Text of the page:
I have also been thinking about the intersection of journalism and open-source software, that many of the most successful projects leave out huge swaths of potential users — potential participants who would like to use the technology and contribute, but don’t have the technical knowledge to contribute to a code base. The sub-sect of open-source technology projects made for journalists, the ones who create a ton of content but don’t always have necessary technical skill, potentially could more meaningfully contribute to the design and development of those projects. We can do better at inclusion.
This is where Northwestern University Knight Lab can help. So, now you are probably thinking and wanting to ask: What is Knight Lab? No worries. Everyone asks that question.
In short, we are a group of people … We are a small team working toward innovation in news media by way of publishing tools — like TimelineJS, SoundciteJS and the coming StoryMap — by way of reporting and information gathering tools — like the Untangled project — and by way of social media analysis tools — like TweetCast, Neighborhood Buzz and the coming Twxplorer.
Located just outside Chicago, Northwestern University Knight Lab is a joint initiative of Robert R. McCormick School of Engineering and Applied Science and the Medill School of Journalism, Media, Integrated Marketing Communications. The Lab was launched and is sustained by a grant from the John S. and James L. Knight Foundation, with additional support from the Robert R. McCormick Foundation and the National Science Foundation.
We are a staff of seven professionals, about 15-20 student fellows and about 7 faculty members. The project was launched in the end of 2010, with four founding faculty members – Owen Youngman, Rich Gordon, Kris Hammond and Larry Birnbaum.
We are a team of technologists, journalists, designers and educators working to advance news media innovation. While there are times of heated debate, we all agree that there has never been a more exciting time to be working at the intersection of media and technology. Every bit of what it means to be a journalist is being reassessed, redefined. As an industry, we are witnessing a rebirth. As the Knight Lab, we are participating in an important community.
Our team develops software — in the form of prototypes, projects, products and services — that helps make information meaningful, promoting quality journalism, storytelling and content on the Internet. Ideas can come from any source: from news consumers, students, and faculty as well as in collaboration with news publishers of all sizes. A good idea is a good idea. As our technology becomes more realized, we work with publishers to install prototypes, gather feedback and iterate on the ideas that have momentum. We strive to make a difference no matter the project’s scale.
In the past 18 months, the Lab team has released two stable products, 9 deployed systems and 38 prototypes. I wrote recently that we are positioned quite well to invent, design, build and support services like TimelineJS, SoundciteJS and the soon-to-be-launched StoryMapJS. StoryMap is the next content publishing tool from Timeline’s creator, Zach Wise. It will be a step-by-step mapping tool that allows publishers to create an interactive experience with a story that takes place in multiple locations. Here is a rough sketch of the idea. It should be ready in about a month.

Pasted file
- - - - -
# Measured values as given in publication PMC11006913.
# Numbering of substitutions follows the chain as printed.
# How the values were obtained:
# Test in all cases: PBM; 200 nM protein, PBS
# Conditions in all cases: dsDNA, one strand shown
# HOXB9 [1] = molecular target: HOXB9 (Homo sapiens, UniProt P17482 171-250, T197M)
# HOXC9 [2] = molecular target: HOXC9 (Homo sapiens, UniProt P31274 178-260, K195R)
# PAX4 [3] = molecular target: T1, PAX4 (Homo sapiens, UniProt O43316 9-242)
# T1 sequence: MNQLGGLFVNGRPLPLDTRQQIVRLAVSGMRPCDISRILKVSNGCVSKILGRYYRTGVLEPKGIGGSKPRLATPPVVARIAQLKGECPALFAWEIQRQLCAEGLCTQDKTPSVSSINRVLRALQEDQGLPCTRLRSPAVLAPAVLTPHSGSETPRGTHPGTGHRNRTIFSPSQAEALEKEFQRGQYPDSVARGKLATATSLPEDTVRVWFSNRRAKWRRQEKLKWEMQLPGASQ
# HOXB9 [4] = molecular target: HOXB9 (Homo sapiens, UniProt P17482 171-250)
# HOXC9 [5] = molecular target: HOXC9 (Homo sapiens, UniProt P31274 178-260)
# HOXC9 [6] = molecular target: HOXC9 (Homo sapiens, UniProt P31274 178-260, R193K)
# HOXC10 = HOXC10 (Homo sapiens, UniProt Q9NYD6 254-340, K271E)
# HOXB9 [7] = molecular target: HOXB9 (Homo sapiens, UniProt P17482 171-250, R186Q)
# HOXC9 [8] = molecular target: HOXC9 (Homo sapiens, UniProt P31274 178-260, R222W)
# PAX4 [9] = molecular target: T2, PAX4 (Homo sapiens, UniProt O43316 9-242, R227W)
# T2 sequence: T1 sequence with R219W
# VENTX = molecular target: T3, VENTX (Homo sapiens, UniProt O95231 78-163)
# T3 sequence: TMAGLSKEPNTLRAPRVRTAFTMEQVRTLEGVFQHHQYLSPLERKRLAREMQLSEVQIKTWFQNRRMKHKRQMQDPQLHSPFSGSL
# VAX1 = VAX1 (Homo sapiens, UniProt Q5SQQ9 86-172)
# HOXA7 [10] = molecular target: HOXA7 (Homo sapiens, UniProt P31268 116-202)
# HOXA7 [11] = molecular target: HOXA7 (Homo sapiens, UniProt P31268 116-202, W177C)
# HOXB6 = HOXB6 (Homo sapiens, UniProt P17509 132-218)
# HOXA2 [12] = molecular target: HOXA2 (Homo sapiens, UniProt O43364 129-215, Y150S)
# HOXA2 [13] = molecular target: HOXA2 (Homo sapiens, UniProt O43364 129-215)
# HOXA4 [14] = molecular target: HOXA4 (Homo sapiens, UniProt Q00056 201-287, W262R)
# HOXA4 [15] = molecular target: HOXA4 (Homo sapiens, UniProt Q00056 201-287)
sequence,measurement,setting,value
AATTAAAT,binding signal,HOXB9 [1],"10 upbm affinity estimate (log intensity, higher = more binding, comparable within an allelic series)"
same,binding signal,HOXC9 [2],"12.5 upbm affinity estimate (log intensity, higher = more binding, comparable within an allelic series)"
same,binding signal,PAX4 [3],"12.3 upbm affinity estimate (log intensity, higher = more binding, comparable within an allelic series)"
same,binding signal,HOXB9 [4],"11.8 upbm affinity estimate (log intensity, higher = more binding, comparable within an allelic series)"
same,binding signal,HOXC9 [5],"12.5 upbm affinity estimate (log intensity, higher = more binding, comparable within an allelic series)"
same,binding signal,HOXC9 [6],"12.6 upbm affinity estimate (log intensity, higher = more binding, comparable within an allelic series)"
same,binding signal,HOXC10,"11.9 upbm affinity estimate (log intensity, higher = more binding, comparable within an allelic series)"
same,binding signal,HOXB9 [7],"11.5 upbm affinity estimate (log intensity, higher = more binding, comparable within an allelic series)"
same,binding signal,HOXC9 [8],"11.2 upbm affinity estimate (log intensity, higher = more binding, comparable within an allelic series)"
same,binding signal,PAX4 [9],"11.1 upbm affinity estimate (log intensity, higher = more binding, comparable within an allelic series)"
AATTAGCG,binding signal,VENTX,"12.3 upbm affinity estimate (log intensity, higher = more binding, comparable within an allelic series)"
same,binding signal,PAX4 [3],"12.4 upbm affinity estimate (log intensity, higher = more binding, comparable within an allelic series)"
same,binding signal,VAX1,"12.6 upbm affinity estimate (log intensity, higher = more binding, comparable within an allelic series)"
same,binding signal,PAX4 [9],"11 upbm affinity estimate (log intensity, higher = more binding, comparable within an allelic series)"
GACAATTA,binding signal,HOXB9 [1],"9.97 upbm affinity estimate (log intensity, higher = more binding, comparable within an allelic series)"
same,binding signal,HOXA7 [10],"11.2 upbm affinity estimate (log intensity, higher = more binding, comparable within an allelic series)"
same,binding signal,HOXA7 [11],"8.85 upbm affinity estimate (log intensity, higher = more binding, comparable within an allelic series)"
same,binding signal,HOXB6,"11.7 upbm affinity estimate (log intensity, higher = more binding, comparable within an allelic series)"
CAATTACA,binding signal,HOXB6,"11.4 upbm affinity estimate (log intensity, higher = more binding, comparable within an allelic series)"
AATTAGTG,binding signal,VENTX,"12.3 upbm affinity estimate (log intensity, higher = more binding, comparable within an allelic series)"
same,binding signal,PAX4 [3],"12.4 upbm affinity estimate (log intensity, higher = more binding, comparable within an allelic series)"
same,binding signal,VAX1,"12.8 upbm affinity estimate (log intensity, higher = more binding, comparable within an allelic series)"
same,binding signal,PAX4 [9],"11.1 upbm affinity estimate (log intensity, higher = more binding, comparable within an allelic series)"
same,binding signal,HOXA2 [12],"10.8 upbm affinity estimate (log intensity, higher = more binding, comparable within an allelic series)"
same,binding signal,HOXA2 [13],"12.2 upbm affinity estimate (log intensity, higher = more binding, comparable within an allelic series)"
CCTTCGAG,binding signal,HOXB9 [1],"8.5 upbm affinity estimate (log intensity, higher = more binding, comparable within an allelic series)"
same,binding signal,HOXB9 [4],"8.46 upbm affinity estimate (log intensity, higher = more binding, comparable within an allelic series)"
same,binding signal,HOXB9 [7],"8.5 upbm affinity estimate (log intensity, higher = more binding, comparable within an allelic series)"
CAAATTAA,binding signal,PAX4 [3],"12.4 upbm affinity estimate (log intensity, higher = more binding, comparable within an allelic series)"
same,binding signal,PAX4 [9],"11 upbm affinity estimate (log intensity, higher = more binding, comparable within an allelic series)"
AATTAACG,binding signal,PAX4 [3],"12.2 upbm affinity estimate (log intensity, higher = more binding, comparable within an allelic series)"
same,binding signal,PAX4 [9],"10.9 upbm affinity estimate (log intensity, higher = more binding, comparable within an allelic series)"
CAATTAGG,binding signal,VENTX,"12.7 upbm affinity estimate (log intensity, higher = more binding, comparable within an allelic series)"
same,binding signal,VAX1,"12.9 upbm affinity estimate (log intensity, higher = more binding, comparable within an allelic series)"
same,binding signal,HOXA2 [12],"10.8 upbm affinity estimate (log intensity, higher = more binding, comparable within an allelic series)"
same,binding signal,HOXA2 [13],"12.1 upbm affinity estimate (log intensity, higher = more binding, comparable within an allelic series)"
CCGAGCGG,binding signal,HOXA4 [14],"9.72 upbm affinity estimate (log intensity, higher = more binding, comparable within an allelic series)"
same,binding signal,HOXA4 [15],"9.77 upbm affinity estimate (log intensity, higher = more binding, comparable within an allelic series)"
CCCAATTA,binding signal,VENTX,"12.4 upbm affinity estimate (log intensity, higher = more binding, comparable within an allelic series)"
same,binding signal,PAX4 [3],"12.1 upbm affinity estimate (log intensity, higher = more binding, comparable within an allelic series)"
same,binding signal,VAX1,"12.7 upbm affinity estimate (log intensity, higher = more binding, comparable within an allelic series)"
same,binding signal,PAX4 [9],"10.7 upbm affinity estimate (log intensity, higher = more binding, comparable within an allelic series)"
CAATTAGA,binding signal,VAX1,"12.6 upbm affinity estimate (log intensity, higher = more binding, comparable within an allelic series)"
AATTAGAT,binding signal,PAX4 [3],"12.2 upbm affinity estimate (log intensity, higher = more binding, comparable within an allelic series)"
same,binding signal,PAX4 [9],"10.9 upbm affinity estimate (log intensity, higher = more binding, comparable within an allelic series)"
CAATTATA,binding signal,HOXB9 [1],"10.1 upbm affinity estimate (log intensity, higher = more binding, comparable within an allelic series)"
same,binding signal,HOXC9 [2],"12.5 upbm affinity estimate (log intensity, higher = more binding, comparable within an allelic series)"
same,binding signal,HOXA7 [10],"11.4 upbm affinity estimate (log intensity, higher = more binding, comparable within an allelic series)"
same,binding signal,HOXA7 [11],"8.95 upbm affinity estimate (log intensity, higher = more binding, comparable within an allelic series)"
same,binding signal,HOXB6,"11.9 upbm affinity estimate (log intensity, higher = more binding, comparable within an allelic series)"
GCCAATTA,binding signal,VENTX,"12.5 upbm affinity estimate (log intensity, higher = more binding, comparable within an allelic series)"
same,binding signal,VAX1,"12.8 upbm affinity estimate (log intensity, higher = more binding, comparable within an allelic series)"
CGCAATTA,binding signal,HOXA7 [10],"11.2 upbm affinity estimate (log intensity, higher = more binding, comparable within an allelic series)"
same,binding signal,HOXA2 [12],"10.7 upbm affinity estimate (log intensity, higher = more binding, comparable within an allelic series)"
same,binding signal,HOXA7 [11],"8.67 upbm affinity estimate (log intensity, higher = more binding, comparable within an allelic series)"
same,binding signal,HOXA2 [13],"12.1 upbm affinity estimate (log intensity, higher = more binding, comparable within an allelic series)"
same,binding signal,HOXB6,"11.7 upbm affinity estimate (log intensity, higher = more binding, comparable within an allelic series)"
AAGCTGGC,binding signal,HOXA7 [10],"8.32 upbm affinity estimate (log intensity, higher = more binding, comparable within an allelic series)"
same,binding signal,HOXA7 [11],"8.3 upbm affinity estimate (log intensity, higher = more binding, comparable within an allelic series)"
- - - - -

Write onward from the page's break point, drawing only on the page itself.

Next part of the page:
Also, in the past few weeks Rich Gordon wrote a fantastic update on the Lab’s Untangled project, in which he wrote:
When Joe Germuska wrote about Untangled in April, we were imagining a multipurpose “browser-based knowledge management” tool that would help journalists keep track of information they found online. Since then, we have explored this idea through a variety of approaches: by evaluating different technologies, by writing some code, by interviewing journalists about their needs, and by observing how journalists use the Web and online databases to do research for their reporting projects.
Over time, as we designed and prototyped, we realized we needed to tighten the scope of the idea because “Browser-based knowledge management” was too broad.
… We have narrowed the project scope to a particular kind of information that journalists want to gather and document: connections that link people, businesses, organizations and government agencies. We think this makes sense because documenting connections among “entities” (the computer-science term for people, businesses, etc.) is a frequent reporting tactic. Stories resulting from this kind of research cover topics such as campaign contributions, political influence and insider trading.
We are looking forward to talking with a number of folks this weekend at this event about our Untangled project.
Finally, the Lab’s model is designed to maximize ideas and prototypes generated by the schools’ collaborative “Innovation in Journalism and Technology” class. In this class, journalism and computer science student collaborate on a project over a ten-week quarter to build a prototype as directed by Lab faculty. The average class produces five to eight prototypes in a variety of states of completion. The most recent one produced Slimformation, which was originally sketched by a team that included Joe and Larry at last year’s MozFest election-hacking session. It draws inspiration from Clay Johnson’s book, and this first prototype also came from a spring class team that included student fellow Katie Zhu. She wrote up a great piece on its alpha.
These are just a few things that the Lab is working on right now. There are quite a few more. But we could use your input.
We ask for you, the members of our community, to contribute back to us by talking to us, giving us feedback on our ideas, telling us what you need, trying out our ideas and telling us whether or not they are good or bad. We want you to help us develop tools and technology that are useful and what you need. We give you free technology and services. If you have an open-source project and if you need some help, we are here to help.
Joe and I will be hosting a workshop later today, this afternoon, in which we will be brainstorming additional ideas that we at the Lab could work on prototype for journalists. Come join us. If you have an idea, contact us at email@example.com.
Our community, our household, our family will rise and fall … We are here to help, so please, help us help you.
Thank you so much for including us in this event. Thank you Mariano. Thank you Hacks/Hackers Buenos Aires.